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Regarding educated critique of the cineastic arts

Art, Music, Literature and other non-yogurty cultured things.
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Regarding educated critique of the cineastic arts

Post by DerGolgo » Mon Dec 21, 2020 1:28 pm

Being of the conviction that an lot of the DisMembers around here do not just enjoy movies, but enjoy good movies. And enjoy bad movies. And enjoy yapping about movies. And enjoy thinking about movies. And myself really having more time on my hands than is good for me, or for my ISP.
I thought I should recommend some youtube channels wherein which there is not just discussion of movies.
But exhaustive discussion of the important details about movies.

Like, what was the actor of the robot Box in Logan's Run doing when he didn't have to figure out how to walk as if the robot was on wheels?
Or what and how many video games were released based on the cartoon series "based" on the movie Beetlejuice?

The good Mister Oliver Harper herein provides exhaustively researched and detailed videos both describing all the aspects about the genesis, production, and cultural impact of movies ranging from respectable to what did I just watch?!
His back catalog is right here (clicky).

The former, meanwhile, comes from GoodBadFlicks (clicky).
They really do focus on the kind of fare I recall seeing either only at the video store, or at 2:30 AM on a Friday night/Saturday morning in the 90s, when the commercial broadcasters would unload the movies with very little general audience appeal that they had to buy packaged with the stuff for prime-time.
The videos on this channel are short, but information dense. In just 24 minutes, while I had considered myself slightly educated about Logan's Run before, I learned more about that movie and the story behind it etc. than I ever had known before.

Of course, none of that is nearly detailed enough, nor sufficiently concerned with what respectable critics would probably consider landmark movies. Is that even a thing? I needed some imagery/metaphor, and that's all that came to mind.
Which is why, I guess, there is Cinema Tyler (clicky).
His well, well researched series on the making of Apocalypse Now has blasted past the two hour mark, presented in 10 to 30 minute increments, some time ago. I count about 111 minutes on A Clockwork Orange, not to mention a profusion of videos about the work of one Stanley Kubrick, as well as related topics. Like this exploration of how private Pyle's final madness was composed by the actor.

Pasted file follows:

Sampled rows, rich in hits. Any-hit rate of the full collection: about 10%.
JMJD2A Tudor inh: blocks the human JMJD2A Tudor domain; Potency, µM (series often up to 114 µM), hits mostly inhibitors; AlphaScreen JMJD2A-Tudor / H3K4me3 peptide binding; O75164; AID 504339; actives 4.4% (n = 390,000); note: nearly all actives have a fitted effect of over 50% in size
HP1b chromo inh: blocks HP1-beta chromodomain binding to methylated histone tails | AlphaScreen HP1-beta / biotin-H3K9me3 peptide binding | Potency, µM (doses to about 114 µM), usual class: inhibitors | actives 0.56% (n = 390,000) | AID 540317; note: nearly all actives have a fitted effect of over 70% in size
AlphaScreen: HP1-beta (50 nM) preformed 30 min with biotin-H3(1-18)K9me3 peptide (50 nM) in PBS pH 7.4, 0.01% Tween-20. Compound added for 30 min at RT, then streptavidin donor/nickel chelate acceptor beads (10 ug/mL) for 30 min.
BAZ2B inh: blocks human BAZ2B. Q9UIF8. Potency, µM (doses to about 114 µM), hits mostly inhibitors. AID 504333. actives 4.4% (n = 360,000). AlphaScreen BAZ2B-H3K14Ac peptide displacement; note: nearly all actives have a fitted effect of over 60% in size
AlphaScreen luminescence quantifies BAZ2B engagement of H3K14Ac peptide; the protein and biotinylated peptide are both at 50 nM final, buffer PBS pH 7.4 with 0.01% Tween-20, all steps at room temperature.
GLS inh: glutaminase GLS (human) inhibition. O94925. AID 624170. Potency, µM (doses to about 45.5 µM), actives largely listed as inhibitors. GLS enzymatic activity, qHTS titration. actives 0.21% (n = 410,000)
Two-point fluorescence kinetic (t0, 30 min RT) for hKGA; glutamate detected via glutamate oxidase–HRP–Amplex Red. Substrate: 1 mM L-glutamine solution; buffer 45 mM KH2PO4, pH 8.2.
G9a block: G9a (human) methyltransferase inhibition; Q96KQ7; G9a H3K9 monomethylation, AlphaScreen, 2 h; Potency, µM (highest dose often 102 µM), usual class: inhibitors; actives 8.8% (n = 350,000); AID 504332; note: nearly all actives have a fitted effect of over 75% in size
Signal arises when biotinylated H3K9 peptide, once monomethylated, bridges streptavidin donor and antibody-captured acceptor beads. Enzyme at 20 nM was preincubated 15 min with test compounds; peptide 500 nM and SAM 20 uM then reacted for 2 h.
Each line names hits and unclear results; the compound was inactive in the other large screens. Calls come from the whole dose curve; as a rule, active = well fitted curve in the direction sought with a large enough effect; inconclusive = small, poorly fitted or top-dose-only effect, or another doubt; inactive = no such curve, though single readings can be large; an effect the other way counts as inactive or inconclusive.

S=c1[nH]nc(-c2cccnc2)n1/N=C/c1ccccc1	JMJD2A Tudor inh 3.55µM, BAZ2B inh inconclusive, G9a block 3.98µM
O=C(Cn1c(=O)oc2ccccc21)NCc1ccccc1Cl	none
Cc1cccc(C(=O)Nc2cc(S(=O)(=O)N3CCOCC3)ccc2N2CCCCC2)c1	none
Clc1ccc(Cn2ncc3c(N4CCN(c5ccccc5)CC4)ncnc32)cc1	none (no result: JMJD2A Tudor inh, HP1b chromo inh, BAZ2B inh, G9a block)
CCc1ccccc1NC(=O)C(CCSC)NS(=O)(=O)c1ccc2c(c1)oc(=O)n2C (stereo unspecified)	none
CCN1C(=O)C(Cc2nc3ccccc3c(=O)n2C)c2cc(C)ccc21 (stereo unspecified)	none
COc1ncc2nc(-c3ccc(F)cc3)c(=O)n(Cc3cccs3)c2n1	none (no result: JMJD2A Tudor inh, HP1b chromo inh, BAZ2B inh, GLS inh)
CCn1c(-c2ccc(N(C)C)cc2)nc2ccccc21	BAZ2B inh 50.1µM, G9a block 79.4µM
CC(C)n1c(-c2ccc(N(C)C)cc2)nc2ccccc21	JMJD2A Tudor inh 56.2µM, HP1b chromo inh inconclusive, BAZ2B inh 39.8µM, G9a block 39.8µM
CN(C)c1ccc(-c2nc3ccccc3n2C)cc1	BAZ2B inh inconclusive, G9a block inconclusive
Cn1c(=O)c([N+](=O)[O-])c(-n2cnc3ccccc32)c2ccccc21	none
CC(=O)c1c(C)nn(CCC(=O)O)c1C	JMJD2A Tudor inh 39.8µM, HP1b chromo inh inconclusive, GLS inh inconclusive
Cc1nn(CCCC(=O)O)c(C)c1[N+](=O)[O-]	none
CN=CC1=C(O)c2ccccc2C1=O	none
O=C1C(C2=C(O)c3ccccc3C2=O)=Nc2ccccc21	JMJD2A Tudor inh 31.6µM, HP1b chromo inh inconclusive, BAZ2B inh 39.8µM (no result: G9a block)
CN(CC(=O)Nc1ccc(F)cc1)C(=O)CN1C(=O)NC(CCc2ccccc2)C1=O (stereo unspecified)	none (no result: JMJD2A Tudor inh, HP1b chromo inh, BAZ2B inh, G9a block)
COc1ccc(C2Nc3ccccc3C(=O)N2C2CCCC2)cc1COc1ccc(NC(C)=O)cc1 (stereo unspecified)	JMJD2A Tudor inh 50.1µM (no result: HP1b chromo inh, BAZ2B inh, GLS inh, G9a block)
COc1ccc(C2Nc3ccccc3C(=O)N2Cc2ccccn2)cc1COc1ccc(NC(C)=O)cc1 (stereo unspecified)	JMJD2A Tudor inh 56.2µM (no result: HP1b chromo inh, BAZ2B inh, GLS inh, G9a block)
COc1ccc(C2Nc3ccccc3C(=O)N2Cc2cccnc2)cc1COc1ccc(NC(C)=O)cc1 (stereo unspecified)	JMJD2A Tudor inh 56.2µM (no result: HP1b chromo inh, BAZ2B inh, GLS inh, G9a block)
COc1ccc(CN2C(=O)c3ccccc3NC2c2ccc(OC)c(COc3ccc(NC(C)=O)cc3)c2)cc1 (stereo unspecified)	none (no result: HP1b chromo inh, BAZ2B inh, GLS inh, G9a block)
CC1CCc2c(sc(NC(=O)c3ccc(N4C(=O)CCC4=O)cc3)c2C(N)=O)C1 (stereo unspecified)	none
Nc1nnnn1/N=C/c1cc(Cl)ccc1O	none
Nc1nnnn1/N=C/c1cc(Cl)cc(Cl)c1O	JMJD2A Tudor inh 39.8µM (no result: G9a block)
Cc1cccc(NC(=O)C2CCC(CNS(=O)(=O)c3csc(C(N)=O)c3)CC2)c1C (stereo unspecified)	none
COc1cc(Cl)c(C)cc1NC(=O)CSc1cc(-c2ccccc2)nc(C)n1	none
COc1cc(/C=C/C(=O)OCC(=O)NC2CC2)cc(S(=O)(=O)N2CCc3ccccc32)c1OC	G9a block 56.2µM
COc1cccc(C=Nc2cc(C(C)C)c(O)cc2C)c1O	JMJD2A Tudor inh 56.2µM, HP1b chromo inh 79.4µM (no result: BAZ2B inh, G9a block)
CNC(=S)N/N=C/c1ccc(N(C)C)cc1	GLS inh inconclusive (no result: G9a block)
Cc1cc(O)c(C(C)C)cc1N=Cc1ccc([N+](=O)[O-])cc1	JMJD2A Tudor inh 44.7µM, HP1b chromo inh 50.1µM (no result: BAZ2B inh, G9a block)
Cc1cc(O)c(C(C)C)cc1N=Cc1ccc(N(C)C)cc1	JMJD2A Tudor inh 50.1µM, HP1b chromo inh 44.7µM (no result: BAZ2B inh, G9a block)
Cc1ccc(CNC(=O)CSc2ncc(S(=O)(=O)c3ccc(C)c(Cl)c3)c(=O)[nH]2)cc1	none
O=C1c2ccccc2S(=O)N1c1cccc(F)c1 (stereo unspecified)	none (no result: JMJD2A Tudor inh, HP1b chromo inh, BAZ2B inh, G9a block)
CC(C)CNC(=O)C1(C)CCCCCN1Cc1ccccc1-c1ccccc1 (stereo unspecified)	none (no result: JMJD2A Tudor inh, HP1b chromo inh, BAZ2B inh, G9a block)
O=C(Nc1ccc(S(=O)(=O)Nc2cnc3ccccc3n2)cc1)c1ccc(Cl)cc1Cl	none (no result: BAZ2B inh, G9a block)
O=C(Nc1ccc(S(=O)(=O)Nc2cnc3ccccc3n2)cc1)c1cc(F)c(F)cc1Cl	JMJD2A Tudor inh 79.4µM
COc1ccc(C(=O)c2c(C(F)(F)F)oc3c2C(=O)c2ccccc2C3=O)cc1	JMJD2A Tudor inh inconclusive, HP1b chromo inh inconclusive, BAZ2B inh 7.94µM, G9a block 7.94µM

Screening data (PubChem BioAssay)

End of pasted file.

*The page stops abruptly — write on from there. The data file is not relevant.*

If you're into shorter stuff, focusing on certain aspects of a movie, or a TV show, George Rockall-Schmidt (clicky) has recently adapted a new format. In his inimitable way, brought to you by Hip Tang - it's really not made from people anymore, he presents a certain look at a certain something, in just 2 to 3 minutes. His latest episode covers The Joy Of Painting, with all the friendly little trees and friendly little clouds.

Also less generalist, more focused on certain aspects of a movie, Lessons from the Screenplay(clicky) is usually very interesting, analyzing not just what we see in a film, but how the writing of the movie seeks and achieves certain effects, be they narrative, emotional, whatnot. Like how to set up some epic conflict.

If you prefer presentation that is fun, involves anthropomorphic coconuts, and you can tolerate the odd bit of thoughtless, gatekeeping bullshit (like his video on plotholes, which is bollocks), I don't think I even have to recommend Patrick (H) Willems (clicky).

I confess I subscribe to him mostly for the entertainment value, with the odd bit of interesting analysis of things I may or may not have seen.
Really, his video on plotholes is bollocks, though. This guy, who's work I confess I don't, provides an adequate counterpoint.

I just felt I should maybe share this stuff.
Really having an unreasonable amount of time on my hands, youtube is usually running in the background. As I would, I subscribe to 137 channels. Not all of which publish regularly, and yes, I do cull channels I don't really watch anymore.
If you're interested in something specific, feel free to hit me up for recommendations. My subscriptions range from stuff like this here to aerospace news, the history of the London underground station by station, to modern philosophy presented in interesting ways by solitary actors playing all the roles.

If there were absolutely anything to be afraid of, don't you think I would have worn pants?

I said I have a big stick.

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